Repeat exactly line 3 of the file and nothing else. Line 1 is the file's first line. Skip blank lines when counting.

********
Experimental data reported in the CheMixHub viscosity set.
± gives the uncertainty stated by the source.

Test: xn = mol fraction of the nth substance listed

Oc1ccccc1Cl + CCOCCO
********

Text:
Test: xn = mol fraction of the nth substance listed